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Shield of Anonymity

MEMO TO: Harvey Weinstein

Writing in the July issue of Premiere Magazine, you make a persuasive case against the growing reliance on “anonymous sources” in newspaper and magazine articles, and by and large, I agree with you. The trouble is, you should have waited until you’d read the rest of the issue, Harvey. A prime example of what’s wrong with anonymous sources appears only a few pages from your piece in the July Premiere. It’s an expose on the “fast and loose corporate culture” at New Line, which boils down to a series of character assassinations based on, guess what, “anonymous sources.”

Here is what John Connolly tells us about New Line in his lengthy story entitled “Flirting With Disaster”: Michael Lynne, the New Line president, once grabbed a young woman executive at a corporate retreat, slammed her against a wall and stuck his tongue into her mouth. Bob Shaye, the New Line founder and chairman, drinks so heavily that, at one New Line conference, he got up from the dinner table and passed out on a couch outside the dining room. Michael De Luca, the young president of production, distributed hallucinogenic mushrooms to colleagues at yet another corporate retreat. And so on.

Can you make a guess about the sourcing of these allegations, Harvey? They’re your old friends, those “anonymous sources.” There’s even a quote from the proverbial “former New Line executive,” who says, “There wasn’t a woman’s ass in my department that hadn’t been grabbed by Bob Shaye. He’s a pig.”

Now I don’t want to sound like a professional apologist for Bob Shaye and I’m also reluctant to criticize Premiere — James Meigs and Anne Thompson have done excellent work with the magazine.

Having said all that, I nonetheless get queasy when I read punitive quotes from “former executives” or angry employees who hide behind anonymity. As you said in your own piece, Harvey, “Unnamed sources often have malicious intentions. The dirty secret is that, more often than not, these sources wish to stay off-the-record because they are spinning a rumor that will likely hurt someone — usually to benefit themselves.”

Ask any top studio human resources executive about the recent rash of sexual harassment suits and they’ll tell you a shockingly high percentage are simply bogus, stemming from employees who are pursuing a vendetta or simply want to make a financial score. In the Premiere piece, are these unnamed “former executives” similarly motivated?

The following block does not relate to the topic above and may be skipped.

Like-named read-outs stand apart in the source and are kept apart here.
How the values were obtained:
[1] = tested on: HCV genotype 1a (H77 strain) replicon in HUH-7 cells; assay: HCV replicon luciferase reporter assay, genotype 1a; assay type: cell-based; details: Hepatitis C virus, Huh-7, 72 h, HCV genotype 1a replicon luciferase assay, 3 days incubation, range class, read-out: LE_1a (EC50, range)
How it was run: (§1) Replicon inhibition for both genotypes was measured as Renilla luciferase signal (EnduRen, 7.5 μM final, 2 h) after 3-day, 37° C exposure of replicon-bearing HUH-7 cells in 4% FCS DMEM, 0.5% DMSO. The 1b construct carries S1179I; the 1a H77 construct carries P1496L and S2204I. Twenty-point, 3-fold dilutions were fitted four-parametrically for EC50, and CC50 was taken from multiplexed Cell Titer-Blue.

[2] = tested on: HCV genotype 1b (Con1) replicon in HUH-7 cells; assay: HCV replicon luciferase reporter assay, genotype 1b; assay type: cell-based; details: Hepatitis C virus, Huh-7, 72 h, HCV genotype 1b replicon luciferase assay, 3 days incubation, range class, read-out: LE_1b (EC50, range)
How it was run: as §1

In his “Editor’s Letter,” Jim Meigs, editor-in-chief of Premiere, assures us that his magazine won’t use anonymous quotes unless the sources are “credible,” “authoritative” and have no “agenda.” That sounds fine, but how does the reader, or indeed an editor-in-chief, really know the agenda of a “former executive?” Do we have a letter from his psychiatrist attesting that he left New Line feeling just great about the company? It’s all reminiscent of those “leaks” in the Monica Lewinsky affair — the reporters always cite a “source” without bothering to tell you whether that source is Ken Starr or a White House apparatchik.

Show business is a high stakes game in terms of money and ego. There are always disgruntled individuals in and around these companies — people who feel they’ve been rejected or cast aside. Reporters could fill the pages of any newspaper with the bad-mouthing of top entertainment executives.

So here’s where I have to agree with you, Harvey — it’s dangerous to let anonymous quotes run wild. The problem is that the entertainment industry today has become a wholly owned subsidiary of multinational corporations. “Suits” are reluctant sources, and understandably so.

A clear distinction can be made in the use of these sources, however. If an executive wants to confirm a deal, or comment on an industry trend, it seems harmless enough to cite him anonymously. If, however, someone clearly wants to attack or undermine a rival, or a superior, that’s a vastly different issue.

Which brings us back to New Line. It’s no secret that the New Line corporate culture contrasts sharply with that of the multi-nationals, but is that something we should deplore? Isn’t there room in the business for an edgy company that gives us movies like “Seven” and “Boogie Nights?”

To be sure, there are limits to this indulgence. Sexual harassment, if and when it occurs, should not be tolerated in any humane company. Nor should the sort of lewdly antisocial acts committed by Michael De Luca at a Hollywood Oscar party — acts for which De Luca quite properly issued a public apology.

Having said all this, I think it’s also out of bounds to scorn the mavericks and the nonconformists in our business, even though one can find enough “anonymous sources” to fill a phone book.

Frankly, I find it all so depressing, I think I’ll pass out on Bob Shaye’s couch.

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